- Plasmodium ovale
color = greenyellow
name = "Plasmodium ovale"
image_width = 240px
image_caption = "Plasmodium ovale"
genus = "
species = "P. ovale"
binomial = "Plasmodium ovale"
binomial_authority = Stephens 1922
"Plasmodium ovale" is a species of parasitic
protozoathat causes tertian malariain humans. It is closely related to " Plasmodium falciparum" and " Plasmodium vivax", which are responsible for most malaria. It is rare compared to these two parasites, and substantially less dangerous than "P. falciparum".
"P. ovale" is very limited in its range. It is endemic mainly to
West Africa, the Philippines, eastern Indonesia, and Papua New Guinea. [cite journal |author=Baird KJ and Hoffman SL|title=Primaquine Therapy for Malaria|journal=Clin Infect Dis|year=2004|volume=39|pages=1336–1345|url=http://www.journals.uchicago.edu/CID/journal/issues/v39n9/33149/33149.html|doi=10.1086/424663|format=Dead link|date=May 2008]
The microscopic appearance of "P. ovale" is very similar to that of "P. vivax" and if there are only a small number of parasites seen, it may be impossible to distinguish the two species on morphological grounds alone. There is no difference between the medical treatment of "P. ovale" and "P. vivax", and therefore some laboratory diagnoses report "P. vivax/ovale", which is perfectly acceptable as treatment for the two are very similar.
Schüffner's dotsare seen on the surface of the parasitised red blood cell, but these are larger and darker than in "P. vivax" and are sometimes called "James's dots". About twenty percent of the parasitized cells are oval in shape (hence the species name) and some of the oval cells also have fimbriated edges (the so-called "comet cell"). The mature of "P. ovale" never have more than twelve nuclei within them and this is the only reliable way of distinguishing between the two species.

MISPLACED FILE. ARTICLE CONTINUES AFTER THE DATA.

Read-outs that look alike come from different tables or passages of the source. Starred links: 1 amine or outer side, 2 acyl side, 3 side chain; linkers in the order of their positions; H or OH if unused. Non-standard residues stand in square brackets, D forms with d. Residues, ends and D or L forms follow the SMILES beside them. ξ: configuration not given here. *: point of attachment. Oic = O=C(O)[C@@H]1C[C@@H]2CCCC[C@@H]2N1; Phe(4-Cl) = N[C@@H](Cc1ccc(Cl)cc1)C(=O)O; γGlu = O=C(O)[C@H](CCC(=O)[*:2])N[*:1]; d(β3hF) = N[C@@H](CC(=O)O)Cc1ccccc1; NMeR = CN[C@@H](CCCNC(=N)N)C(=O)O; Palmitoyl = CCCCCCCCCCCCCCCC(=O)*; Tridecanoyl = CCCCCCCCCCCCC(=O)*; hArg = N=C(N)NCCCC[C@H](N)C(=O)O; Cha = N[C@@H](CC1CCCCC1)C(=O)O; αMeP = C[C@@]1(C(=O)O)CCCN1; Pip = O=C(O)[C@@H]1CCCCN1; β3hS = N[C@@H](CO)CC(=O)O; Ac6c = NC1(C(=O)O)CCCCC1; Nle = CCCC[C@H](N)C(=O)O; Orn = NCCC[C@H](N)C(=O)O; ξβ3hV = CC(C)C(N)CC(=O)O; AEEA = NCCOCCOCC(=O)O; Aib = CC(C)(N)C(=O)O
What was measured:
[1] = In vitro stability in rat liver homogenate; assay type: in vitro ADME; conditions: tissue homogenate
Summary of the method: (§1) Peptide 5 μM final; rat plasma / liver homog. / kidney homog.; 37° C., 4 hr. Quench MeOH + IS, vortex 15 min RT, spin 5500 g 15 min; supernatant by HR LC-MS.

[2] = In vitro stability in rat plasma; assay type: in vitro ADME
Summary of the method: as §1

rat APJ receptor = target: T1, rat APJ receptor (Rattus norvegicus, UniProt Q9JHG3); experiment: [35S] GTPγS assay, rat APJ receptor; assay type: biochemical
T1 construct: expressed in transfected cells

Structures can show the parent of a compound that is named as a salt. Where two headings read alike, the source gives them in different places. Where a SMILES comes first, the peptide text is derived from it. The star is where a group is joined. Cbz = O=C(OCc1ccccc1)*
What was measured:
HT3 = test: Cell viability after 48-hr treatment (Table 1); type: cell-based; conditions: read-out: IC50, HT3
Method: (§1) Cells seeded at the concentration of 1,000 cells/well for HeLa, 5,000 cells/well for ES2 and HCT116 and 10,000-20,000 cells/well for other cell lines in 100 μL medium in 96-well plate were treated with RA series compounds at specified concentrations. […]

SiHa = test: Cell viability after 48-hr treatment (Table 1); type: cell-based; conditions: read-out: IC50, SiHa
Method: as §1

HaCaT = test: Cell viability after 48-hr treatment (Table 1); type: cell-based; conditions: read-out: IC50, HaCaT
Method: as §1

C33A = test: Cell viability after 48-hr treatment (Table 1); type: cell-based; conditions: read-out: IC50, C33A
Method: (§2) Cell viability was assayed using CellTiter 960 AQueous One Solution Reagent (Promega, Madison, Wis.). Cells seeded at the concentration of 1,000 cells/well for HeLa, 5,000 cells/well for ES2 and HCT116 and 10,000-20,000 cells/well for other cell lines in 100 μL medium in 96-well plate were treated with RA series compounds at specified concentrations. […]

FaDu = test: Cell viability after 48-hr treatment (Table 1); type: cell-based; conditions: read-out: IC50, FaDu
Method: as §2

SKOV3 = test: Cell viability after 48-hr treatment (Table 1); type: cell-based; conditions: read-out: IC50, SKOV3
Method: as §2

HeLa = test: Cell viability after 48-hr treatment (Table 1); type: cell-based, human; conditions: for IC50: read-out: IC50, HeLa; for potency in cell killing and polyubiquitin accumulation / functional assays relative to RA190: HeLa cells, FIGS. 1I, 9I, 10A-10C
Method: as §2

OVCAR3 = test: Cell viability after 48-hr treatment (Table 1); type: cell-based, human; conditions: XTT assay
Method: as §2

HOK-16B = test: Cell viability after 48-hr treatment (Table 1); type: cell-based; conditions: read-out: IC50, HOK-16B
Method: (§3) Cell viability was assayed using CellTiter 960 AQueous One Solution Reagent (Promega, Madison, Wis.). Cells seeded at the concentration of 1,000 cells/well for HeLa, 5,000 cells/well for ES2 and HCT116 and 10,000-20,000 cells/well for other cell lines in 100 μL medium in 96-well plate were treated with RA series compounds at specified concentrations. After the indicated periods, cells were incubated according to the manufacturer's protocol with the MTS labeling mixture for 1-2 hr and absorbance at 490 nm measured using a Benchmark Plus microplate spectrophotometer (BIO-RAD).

"P. vivax" and "P. ovale" that has been sitting in
EDTAfor more than half-an-hour before the blood film is made will look very similar in appearance to "P. malariae", which is an important reason to warn the laboratory immediately when the blood sample is drawn so they can process the sample as soon as it arrives.
Standard treatment is concurrent treatment with
chloroquineand primaquine. The combination atovaquone-proguanilmay be used in those patients who are unable to take chloroquinefor whatever reason. [cite journal|journal=Trans R Soc Trop Med Hyg|year=1996|volume=90|issue=6|pages=682|title=Atovaquone plus proguanil is an effective treatment for "Plasmodium ovale" and "P. malariae malaria"|author=Radloff PD, Philipps J, Hutchinson D, Kremsner PG|pmid=9015517|doi=10.1016/S0035-9203(96)90435-6]
The "P. ovale" sporozoite enters a hepatocyte and begins its exoerythrocytic schizogony stage. This is characterized by multiple rounds of nuclear division without cellular segmentation. After a certain number of nuclear divisions, the parasite cell will segment and
There are situations where some of the sporozoites do not immediately start to grow and divide after entering the hepatocyte, but remain in a dormant,
hypnozoitestage for weeks or months. The duration of latency is variable from one hypnozoite to another and the factors that will eventually trigger growth are not known; this explains how a single infection can be responsible for a series of waves of parasitaemia or "relapses".cite web
title = Malaria eModule - Exo-Erythrocytic Stages
url = http://www.impact-malaria.com/FR/EPS/Formations_et_cours_internationaux/Formation_de_la_Liverpool_School_LSTMH/cours_liverpool/Unit_1/1_4.html
accessdate = ]
last = Bozdech
first = Zbynek
title = The Transcriptome of the Intraerythrocytic Developmental Cycle of Plasmodium falciparum
journal = PLoS Biology
volume = 1
issue = 1
date = August 18, 2003
url = http://biology.plosjournals.org/perlserv/?request=get-document&doi=10.1371%2Fjournal.pbio.0000005
accessdate = ]
While similar to "P. vivax", "P. ovale" is able to infect individuals who are negative for the Duffy blood group, which is the case for many residents of sub Saharan Africa. This explains the greater prevalence of "P. ovale" (rather than "P. vivax") in most of Africa.cite web
title = Biology: Malaria (CDC malaria)
url = http://www.cdc.gov/malaria/biology/parasites/index.htm
accessdate = ]
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